Wall Street pros have nothing on retail investors who stake small sums of money monthly on undervalued small-cap stocks. Because they're mostly ignored by the big guns, these types of stocks offer the best, outsized opportunities for growth.
I screened for stocks under $3 billion in market cap, offering earnings surprises of 15% or more in the previous quarter, with long-term earnings growth forecast to be at least 15%. We'll then filter our findings through the collective investing wisdom of the Motley Fool CAPS community and those they think have the best chance for winning.
One stock that floated to the top was real estate information provider Zillow (NYS: Z) , which saw earnings soar 500% over analyst expectations. Wall Street still expects its earnings to grow 40% annually for the next five years, and with a $1.3 billion market cap it falls squarely into our range for potential investment candidates.
Of course, don't jump on a stock just for those reasons. It should just be a starting point for more research as we need to look more closely to see whether analysts' faith in them is well-founded.
A foundation built on sand
The latest housing numbers offer a hopeful indication that the worst of the housing market has passed: According to the National Association of Realtors, existing homes sales hit an annual run rate of 4.47 million in July, while the median price jumped 9.4% from a year ago to $187,300, marking the largest one-year gain since January 2006.
Just last week, Ben Bernanke aimed to keep the housing market moving in that direction by agreeing to buy $40 billion worth of mortgages each and every month as part of his QE3 program. Hovnanian (NYS: HOV) recently reported strong numbers, and if it keeps up like this, KB Homes (NYS: KBH) and Toll Brothers (NYS: TOL) will soon be able to start building McMansions again, too.
Last month, Zillow reported earnings of $0.04 a share that completely blew analysts' expectations of a penny in profit out of the water. Revenue surged 75% on the strength of its marketplace division -- a service similar to Tree.com's Lending Tree that pairs up homebuyers with mortgage providers -- where revenues doubled, while display say a 33% increase. Zillow's stock is up 90% in 2012.
Information service providers like Zillow and CoreLogic (NAS: CLGX) certainly benefit from housing's recovery, but they don't have the sunk costs and risks a homebuilder does, making them a safer play if you think housing's on the rebound.
Closing in on you
Unfortunately, I'm not one of them. Despite foreclosures falling 1% in August from the month before and being down 15% from the year-ago period, it's a mirage of improvement. The settlement in the so-called robo-signing scandal is the main cause of the big drop in foreclosures year over year, but the shadow inventory of homes -- those houses facing repossession or distressed sale, but on which proceedings have yet to begin -- remains huge, with one analyst estimating it could be as high as 8 to 10 million homes. That's a weight hanging over the market, and Bernanke's low interest rate policies could even exacerbate that situation by lowering the carrying cost for banks.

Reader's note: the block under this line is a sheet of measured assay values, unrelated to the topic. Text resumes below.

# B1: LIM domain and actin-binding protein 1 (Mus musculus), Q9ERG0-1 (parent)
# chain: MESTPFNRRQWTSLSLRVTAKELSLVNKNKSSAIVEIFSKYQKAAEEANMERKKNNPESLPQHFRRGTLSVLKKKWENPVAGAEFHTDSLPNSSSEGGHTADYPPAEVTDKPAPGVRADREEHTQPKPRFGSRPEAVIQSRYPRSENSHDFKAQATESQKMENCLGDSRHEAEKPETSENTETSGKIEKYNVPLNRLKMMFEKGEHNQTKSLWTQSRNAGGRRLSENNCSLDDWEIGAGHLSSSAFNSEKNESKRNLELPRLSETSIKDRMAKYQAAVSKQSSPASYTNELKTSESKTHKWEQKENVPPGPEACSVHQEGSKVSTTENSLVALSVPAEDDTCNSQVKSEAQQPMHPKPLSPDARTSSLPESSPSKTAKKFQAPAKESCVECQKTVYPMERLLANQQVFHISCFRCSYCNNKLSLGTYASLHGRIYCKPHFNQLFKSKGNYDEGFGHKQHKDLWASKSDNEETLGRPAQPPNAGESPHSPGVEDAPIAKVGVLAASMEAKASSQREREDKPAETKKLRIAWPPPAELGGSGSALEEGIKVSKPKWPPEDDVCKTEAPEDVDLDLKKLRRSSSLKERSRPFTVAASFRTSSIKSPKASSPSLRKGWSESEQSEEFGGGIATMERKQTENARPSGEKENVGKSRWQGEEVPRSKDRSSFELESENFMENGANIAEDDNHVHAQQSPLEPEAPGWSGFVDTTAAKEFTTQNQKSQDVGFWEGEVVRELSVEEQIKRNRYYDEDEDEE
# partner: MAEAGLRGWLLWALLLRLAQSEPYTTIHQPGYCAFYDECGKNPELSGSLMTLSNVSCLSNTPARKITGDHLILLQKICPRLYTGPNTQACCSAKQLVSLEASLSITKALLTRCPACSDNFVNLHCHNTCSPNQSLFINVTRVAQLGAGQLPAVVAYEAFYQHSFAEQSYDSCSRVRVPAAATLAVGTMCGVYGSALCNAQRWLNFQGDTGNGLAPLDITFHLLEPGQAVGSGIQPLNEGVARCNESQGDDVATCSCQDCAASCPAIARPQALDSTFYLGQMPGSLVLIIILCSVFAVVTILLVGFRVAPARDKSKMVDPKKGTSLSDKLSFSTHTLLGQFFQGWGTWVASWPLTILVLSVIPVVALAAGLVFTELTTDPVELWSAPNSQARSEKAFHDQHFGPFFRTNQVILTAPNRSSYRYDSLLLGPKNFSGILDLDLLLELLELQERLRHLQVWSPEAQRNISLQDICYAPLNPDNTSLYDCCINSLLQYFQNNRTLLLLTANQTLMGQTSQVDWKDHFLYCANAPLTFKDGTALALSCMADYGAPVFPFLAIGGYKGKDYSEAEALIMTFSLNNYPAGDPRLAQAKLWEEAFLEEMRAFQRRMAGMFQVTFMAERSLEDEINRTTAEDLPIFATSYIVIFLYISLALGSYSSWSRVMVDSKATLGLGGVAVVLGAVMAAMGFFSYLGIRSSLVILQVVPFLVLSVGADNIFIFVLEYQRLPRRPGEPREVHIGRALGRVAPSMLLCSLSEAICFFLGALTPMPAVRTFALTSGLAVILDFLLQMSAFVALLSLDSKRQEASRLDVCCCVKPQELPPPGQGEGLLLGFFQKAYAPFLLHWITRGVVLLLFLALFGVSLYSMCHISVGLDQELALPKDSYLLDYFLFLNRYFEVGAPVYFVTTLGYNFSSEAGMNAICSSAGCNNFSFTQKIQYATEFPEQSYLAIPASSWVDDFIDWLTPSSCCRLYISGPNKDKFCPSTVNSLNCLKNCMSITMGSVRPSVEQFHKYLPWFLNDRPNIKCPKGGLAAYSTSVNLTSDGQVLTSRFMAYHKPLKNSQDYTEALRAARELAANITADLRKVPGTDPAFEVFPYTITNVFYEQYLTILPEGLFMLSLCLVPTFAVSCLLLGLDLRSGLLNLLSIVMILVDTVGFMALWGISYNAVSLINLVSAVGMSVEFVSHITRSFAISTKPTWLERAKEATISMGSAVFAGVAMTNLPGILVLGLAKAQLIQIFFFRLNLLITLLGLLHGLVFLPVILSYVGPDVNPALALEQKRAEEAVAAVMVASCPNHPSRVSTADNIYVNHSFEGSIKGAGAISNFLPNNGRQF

Moreover, over 15 million homeowners -- nearly a third of those with a mortgage -- are underwater. That number may be down slightly from the month before, but even Zillows says negative equity still totaled $1.15 trillion at the end of the second quarter.
As good as Zillow's growth has been, it's coming at a cost as it expands its operations, which it needs to do to meet competitive pressures as well as market demand. Trulia is looking to go public in a $96 million IPO to tap into the demand for housing data. Total costs and expenses jumped 85% as sales and marketing more than doubled and technology and development costs rose 76%. Zillow actually had more homes viewed on a mobile device than on a desktop and unique users across all of its platforms jumped 61%.
Price is what you pay
At 58 times earnings estimates, though, it doesn't appear cheap... nor by almost every other metric you'd look at as almost every one is just as bloated. In contrast, Corelogic trades at just 18 times estimates, and its enterprise value goes for a very attractive 12 times the free cash flow it produces. Zillow is trying to capitalize on its valuation by offering dilutive secondary offering of 3.5 million shares.
"I just don't understand how people look at a stock like this, at the price it's at," says CAPS member steeeeve, "and decide 'yeah, I'll buy that.' Zillow is a perfectly nice website. But seriously?"
I have to agree, and I've rated it to underperform the broad market averages on CAPS. But you can tell me in the comments section below whether you agree Zillow is as overvalued as the recovery of the housing market.
A small price to pay
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The article Start Small, Win Big With Zillow? originally appeared on Fool.com.
Fool contributorRich Dupreyholds no position in any company mentioned.Click hereto see his holdings and a short bio. The Motley Fool owns shares of Zillow.Motley Fool newsletter serviceshave recommended buying shares of Zillow. The Motley Fool has adisclosure policy. We Fools may not all hold the same opinions, but we all believe thatconsidering a diverse range of insightsmakes us better investors. Try any of our Foolish newsletter servicesfree for 30 days.
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